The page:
Friday 13 October 2017

ALBUM REVIEW: Enslaved - ‘E’

By: Daniel Jackson

Album Type: Full-length
Date Released: 13/10/2017
Label: Nuclear Blast

‘E’ could very well be the foundation for yet another great era in a discography that is already ludicrously loaded with top-tier albums.  It is a  shift made with finesse and the second half of “Storm Son” could be the basis for a whole new era of Enslaved on its own.

E’ CD//DD//LP track listing:

1. Storm Son
2. The River’s Mouth
3. Sacred Horse
4. Axis of the Worlds
5. Feathers of Eolh
6. Hiindsiight

The Review:

Just about anyone reading this should be well-acquainted with Enslaved by now. If you aren’t, stop reading this immediately and begin your journey at the beginning, with their debut LP, ‘Vikingligr Veldi’. It’s important to know where Enslaved comes from because, despite being drastically different in 2017 than they were in 1994, there are still faint traces of their black metal roots present in the music they make today.

2015’s ‘In Times’ was exactly what I wanted from Enslaved at the time. The previous album, ‘RIITIIR’, had taken a step too far into a style of prog that came and went without eliciting any real emotional response. It didn’t pull me in, or excite or affect me in any way. It just existed, and then faded from memory without leaving any positive impression. ‘In Times’ was nearly the opposite, having a deep emotional resonance and songs that rivaled some of their best work historically. The album was much closer to what made Enslaved so great following their early black metal years: blending progressive elements into a black metal context, while always sounding genuinely themselves.

That brings us to ‘E’. It’s Enslaved’s fourteenth full length album. Interestingly, this album feels like it has a lot of the same creative aims that ‘RIITIIR’ had at the time, but here the band are exponentially more successful with what they’re seeking to accomplish. There isn’t much black metal at all here, or at least nothing close to the musical space “Thurisaz Dreaming” occupied for ‘In Times’. There are sections that flirt with black metal guitar structure, but really, ‘E’ is a progressive metal album in which black metal plays a truly marginal role. And yet, despite my long-standing belief that Enslaved is at their best when taking a “best of both worlds” approach to their sound, this album succeeds largely on its merits in the prog domain.

That isn’t to say that ‘E’ isn’t an album without issues. The prolonged mellow section at the beginning of “Storm Son” is unnecessary, or at the very least could stand to be shorter, as it’s the sort of relaxed, breezy, lite-jam that’s probably a lot more fun for the musicians to play than it is for listeners to sit through. The same could be said for most of “Feathers of Eolh”, a song that seems content to just noodle away and let the weird notes and chords carry the burden of being interesting for long periods of time. Thankfully, the soaring middle section of the song keeps things lively and engaging between its less-inspired bookends.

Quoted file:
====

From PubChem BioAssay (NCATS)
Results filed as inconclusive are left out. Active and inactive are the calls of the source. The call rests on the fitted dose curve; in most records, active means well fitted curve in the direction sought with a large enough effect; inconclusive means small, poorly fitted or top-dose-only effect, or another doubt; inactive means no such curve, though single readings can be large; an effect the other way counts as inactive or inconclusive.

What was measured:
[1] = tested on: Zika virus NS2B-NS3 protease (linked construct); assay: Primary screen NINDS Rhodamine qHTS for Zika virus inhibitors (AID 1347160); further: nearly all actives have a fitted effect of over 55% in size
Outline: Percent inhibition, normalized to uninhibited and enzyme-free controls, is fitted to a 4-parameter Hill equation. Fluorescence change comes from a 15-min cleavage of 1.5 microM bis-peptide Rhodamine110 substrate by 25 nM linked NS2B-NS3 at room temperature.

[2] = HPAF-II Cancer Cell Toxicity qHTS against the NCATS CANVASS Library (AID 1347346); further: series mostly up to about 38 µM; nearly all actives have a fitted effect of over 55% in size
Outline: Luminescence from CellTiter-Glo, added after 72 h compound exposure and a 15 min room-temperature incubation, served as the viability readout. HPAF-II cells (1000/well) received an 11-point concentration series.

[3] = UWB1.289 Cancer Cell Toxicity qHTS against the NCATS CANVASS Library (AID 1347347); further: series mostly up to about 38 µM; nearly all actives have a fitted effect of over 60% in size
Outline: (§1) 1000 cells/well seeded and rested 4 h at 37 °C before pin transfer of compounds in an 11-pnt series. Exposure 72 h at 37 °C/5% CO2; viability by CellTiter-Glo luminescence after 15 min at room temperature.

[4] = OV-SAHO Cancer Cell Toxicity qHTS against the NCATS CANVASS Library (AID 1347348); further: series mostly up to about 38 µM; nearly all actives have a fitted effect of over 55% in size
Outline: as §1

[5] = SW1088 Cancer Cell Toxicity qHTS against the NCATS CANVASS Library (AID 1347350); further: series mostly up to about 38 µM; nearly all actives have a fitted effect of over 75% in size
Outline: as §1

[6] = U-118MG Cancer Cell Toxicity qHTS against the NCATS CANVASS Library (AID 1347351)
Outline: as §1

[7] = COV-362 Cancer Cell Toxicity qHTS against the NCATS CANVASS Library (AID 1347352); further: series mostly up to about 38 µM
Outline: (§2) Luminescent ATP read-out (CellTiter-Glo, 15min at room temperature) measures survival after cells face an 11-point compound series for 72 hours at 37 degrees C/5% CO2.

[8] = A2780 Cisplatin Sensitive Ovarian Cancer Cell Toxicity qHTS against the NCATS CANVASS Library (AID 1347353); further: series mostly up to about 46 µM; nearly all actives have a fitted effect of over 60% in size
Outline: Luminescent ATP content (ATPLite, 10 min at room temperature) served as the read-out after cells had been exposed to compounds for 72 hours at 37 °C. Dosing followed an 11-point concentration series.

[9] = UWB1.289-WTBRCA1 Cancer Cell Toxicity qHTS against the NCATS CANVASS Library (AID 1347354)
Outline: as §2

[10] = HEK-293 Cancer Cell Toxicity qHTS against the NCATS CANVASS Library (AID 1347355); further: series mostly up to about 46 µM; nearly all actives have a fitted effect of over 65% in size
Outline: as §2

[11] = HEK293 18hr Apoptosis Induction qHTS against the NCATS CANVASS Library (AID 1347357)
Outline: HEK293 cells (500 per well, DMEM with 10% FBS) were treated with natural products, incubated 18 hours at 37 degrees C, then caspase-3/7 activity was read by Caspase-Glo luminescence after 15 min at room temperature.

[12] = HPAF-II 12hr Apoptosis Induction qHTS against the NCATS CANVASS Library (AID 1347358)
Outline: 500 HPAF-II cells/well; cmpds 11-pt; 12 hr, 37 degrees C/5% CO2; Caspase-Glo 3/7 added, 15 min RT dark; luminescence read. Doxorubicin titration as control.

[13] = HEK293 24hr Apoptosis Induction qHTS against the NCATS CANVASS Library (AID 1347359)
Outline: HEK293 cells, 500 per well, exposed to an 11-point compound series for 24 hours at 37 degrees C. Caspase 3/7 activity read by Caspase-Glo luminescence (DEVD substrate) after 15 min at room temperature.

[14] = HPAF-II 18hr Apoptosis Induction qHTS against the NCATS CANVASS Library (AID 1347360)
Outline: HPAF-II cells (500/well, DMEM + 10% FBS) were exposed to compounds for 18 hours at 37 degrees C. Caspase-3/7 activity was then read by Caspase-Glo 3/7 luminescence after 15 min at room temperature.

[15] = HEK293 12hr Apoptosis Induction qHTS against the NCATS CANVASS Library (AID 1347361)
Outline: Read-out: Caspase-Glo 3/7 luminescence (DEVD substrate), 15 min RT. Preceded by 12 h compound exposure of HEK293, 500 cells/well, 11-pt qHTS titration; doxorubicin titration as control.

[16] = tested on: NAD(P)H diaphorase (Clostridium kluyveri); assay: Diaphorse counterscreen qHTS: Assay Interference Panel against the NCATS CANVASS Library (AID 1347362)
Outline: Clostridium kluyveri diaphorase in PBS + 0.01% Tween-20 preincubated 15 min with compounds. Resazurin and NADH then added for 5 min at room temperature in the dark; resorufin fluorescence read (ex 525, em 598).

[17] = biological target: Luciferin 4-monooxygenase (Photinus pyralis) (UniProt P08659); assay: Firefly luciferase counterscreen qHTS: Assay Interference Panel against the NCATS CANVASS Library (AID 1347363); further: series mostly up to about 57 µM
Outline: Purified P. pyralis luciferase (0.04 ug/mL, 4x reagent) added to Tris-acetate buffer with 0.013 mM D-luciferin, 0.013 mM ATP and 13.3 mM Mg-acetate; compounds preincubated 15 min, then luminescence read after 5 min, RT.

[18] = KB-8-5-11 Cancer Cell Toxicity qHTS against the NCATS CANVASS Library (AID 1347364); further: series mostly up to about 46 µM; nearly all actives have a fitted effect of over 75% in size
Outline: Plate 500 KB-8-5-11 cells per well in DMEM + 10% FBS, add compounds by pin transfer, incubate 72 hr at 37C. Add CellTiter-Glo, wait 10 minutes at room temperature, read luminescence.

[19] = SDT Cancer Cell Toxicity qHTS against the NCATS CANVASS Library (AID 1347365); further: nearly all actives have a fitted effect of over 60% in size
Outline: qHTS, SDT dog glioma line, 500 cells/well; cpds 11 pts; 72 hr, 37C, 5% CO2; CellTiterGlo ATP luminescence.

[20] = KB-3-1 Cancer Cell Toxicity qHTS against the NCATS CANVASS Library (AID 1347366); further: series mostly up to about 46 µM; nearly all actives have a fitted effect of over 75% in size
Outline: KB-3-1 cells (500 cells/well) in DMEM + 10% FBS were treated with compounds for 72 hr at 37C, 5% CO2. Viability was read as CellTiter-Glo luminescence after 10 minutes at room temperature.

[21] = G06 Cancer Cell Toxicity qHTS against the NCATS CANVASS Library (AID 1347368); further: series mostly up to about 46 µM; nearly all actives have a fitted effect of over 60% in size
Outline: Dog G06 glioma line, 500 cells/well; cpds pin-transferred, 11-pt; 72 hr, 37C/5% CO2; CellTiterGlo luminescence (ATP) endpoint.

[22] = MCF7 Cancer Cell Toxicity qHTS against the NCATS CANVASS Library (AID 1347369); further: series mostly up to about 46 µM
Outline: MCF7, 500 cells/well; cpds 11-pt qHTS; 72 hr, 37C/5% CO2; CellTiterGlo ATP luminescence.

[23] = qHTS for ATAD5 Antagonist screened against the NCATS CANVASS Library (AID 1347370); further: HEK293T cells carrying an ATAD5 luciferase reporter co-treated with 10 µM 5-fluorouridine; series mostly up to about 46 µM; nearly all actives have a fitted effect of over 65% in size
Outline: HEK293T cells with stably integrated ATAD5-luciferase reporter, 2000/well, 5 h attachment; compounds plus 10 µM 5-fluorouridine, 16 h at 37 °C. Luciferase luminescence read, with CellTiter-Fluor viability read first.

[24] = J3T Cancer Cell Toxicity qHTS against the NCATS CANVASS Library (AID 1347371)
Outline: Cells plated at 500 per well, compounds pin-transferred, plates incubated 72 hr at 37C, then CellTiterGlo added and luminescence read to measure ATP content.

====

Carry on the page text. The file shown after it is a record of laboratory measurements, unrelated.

While the album does have its flaws, those flaws are more than made up for with some truly admirable creativity throughout the majority of the album. The second half of “Storm Son” could be the basis for a whole new era of Enslaved on its own, bolstered by some excellent vocal work from Håkon Vinje, who fills the role vacated by previous keyboardist and singer Herbrand Larsen. His vocals have a smoother, natural feel to them, so much so that he might be an even better fit than Larsen was. His harmonies have something of a late 60s psychedelic character to them, which sits comfortably with the album’s overall direction. I’d love to hear what he sounds like on previous material too.

Enslaved find themselves—for at least the third time in their career—in musical transition on ‘E’. While there’s a deep-rooted part of me that hopes they aren’t ready to leave black metal behind completely just yet, it’s hard to argue that they haven’t found a compelling way to do exactly that. They’re a band in the process of truly severing themselves from the rage and darkness of their past, and doing so with much more grace and style than certain other major bands (i.e.Opeth) who’ve done the same recently.

‘E’ isn’t the sort of radical departure that ‘Mardraum’ was following ‘Blodhemn’, even if it does have some of that albums wild-eyed quirkiness, as in “Axis of the Worlds”. Instead, this is a shift made with finesse and done at a time when any reasonable person could envision the top of an hourglass running out of sand for a style Enslaved have explored for nearly fifteen years. ‘E’ could very well be the foundation for yet another great era in a discography that is already ludicrously loaded with top-tier albums.

“E” is available digitally here and on CD/LP here

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